Home PageNorth AmericaGoing Green with Natural Dyes and Shibori

Mar 06

Going Green with Natural Dyes and Shibori

Jacquard woven shibori, naturally dyed with indigo, weld and chlorophyl.

Jacquard woven shibori, naturally dyed with indigo, weld and chlorophyl.

With spring approaching, my thoughts turn to “green” and what that word means to me as a woven shibori expert and natural dyer.





Naturally dyed samples, yellow and greens, top to bottom: pomegranate, marigold, weld, osage, and myrobalan with various mordants and indigo.

Naturally dyed samples, yellow and greens, top to bottom: pomegranate, marigold, weld, osage, and myrobalan with various mordants and indigo.

The Range of Greens
From a technical perspective, the natural dyeing of green requires two different steps: attaining a yellow dye from a plant followed by dyeing in an indigo vat. There is no shortage of yellow dyes and each one will result in a slightly different green. From the mordants used before dyeing to the strength of the indigo vat at the end, these variables determine the final green shade.

But “green” also means a responsible approach to mordanting and dyeing. This is something I’ve been very conscientious about in these last few years. Last winter, I taught a week long class at John C. Campbell Folk School that was all about dyeing green. We combined indigo with different yellow dyes to create a variety of green shades. Here are some of the initial naturally-dyed color/dye tests we did at the right–top to bottom: pomegranate, marigold, weld, osage, and myrobalan with various mordants and indigo.

 

 

A Collection of Shibori Fabrics
Then each student was encouraged to experiment with all the yellow dyes, but when it came time to dye their shibori woven fabrics, they were restricted to using only ONE yellow plus indigo. It was interesting to observe how that limitation resulted in very coherent “collections” of fabrics.

A “Green” Process for Shibori
This year’s weld plants are just starting to come to life in my garden after a very tough winter. It seems like a good time to explore green and new growth shades for a spring scarf. The weld I dried from last year’s garden makes a clear, beautiful yellow and, when combined with my organic indigo vat, it should result in some lovely greens. I’ve used one of the woven shibori scarf blanks The Oriole Mill weaves for me and is available here. Refer to this past blog on using a shibori blank–no need for you to weave your own. Following is the abbreviated process I took to make my new scarf for spring. 

Step 1: Scour the fabric.
The shibori scarf blank is woven of mercerized cotton–it’s very clean with no waxes in the fiber, but it will dye best if scoured. Put it into a pot with a little bit of neutral soap and boil it for about 10 minutes. Then, rinse it well and squeeze out all the excess moisture.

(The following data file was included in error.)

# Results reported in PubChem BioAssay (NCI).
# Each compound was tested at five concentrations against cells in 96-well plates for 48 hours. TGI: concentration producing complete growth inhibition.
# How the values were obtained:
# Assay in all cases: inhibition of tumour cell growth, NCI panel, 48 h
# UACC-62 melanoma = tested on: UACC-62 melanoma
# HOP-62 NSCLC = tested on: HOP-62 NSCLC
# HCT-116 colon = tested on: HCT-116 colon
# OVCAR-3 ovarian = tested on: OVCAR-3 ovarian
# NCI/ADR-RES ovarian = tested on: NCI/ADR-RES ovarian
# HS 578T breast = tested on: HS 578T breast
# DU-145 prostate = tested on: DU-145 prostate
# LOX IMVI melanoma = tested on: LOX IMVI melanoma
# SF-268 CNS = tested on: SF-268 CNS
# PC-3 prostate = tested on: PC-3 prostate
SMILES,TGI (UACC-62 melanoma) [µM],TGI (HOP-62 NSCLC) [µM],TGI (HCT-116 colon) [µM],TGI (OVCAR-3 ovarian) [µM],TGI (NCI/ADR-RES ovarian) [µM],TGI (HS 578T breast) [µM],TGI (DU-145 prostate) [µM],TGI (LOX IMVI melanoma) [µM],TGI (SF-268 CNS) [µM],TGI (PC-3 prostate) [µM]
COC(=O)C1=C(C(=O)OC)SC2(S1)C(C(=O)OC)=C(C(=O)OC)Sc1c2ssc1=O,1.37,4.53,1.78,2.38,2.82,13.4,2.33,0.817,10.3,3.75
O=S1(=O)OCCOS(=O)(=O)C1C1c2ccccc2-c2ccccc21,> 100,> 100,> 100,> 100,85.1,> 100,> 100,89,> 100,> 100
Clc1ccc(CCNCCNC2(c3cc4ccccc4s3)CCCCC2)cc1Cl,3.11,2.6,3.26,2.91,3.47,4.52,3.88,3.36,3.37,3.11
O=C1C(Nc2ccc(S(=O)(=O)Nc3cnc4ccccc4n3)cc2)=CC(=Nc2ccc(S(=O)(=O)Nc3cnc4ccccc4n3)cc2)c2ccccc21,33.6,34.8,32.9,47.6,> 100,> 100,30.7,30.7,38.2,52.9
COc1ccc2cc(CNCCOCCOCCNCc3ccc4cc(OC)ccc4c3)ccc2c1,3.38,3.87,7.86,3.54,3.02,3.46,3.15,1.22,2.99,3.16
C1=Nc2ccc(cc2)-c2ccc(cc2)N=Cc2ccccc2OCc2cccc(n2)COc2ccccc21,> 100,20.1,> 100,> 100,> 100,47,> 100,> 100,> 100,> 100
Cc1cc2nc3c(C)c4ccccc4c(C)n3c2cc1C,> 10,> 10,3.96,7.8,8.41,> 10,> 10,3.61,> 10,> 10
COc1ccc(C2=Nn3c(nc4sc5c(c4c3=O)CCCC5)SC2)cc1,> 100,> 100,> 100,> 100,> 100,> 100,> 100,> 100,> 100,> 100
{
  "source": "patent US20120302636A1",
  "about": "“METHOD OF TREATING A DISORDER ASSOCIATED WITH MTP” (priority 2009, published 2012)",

Woven shibori scarf blank before scouring or dyeing.

Woven shibori scarf blank before scouring or dyeing. The blue threads are gathered to make the shibori pattern.

Step 2: Mordant the cloth in aluminum acetate. Let it dry. Then gather the cloth by pulling the blue threads and apply thickened ferrous acetate to the edge of the pleats.

Mordant ferrous acetate is applied to gathered pleats.

Mordant ferrous acetate is applied to gathered pleats.

This mordanting approach is based on mordant printing processes originally done in India and Europe. It is a great approach for environmental sustainability and working with woven shibori. The DVD, “Colors of Provence Using Sustainable Methods,” produced by the Natural Dye Workshop with Michel Garcia (2011), describes this process in detail.

Step 3: Fix the mordant in a chalk or bran bath.

Step 4: Remove a third of the gathering threads at the two edges in order to create layers of resist.  Dye in a bath of weld.

The finished "green" shibori scarf.

The finished “green” shibori scarf.

Step 5: Remove another third of the gathering threads. Dye in a weak indigo vat.

Step 6: Remove all gathering threads. Neutralize the indigo in vinegar and water and boil out to finish. Let dry, iron, and it’s ready for spring.

If you want to try your own hand at dyeing a shibori scarf, I’ve simplified the process for you. Here’s a link to a short video on using the shibori blanks. Give it a try and you’ll have your own lovely shibori scarf.

Thanks to our guest contributor Catharine Ellis, woven shibori artist and author of Woven Shibori (Interweave, 2005). Catharine created the woven shibori, a process of weaving and resist. She teaches natural dyeing and shibori around the world. All images are courtesy of Catharine. Find out more at ellistextiles.com.

 

Tags: , , , , , ,

  • Elaine from weaving

    I took that class at the Campbell Folk School, that dreary week in January, and it was amazing to see the greens appear! Catharine, thank you so much for sharing your knowledge with us!

  • Gail

    Hooray for you and Catherine and GREEN!
    A refreshing post for spring as I see snowflakes swirling outside my windows…
    Gail

  • Pingback: Going Green with Natural Dyes and Shibori | Spi...()

FREE Shipping on all U.S. purchases over $50.00. Select option at check out.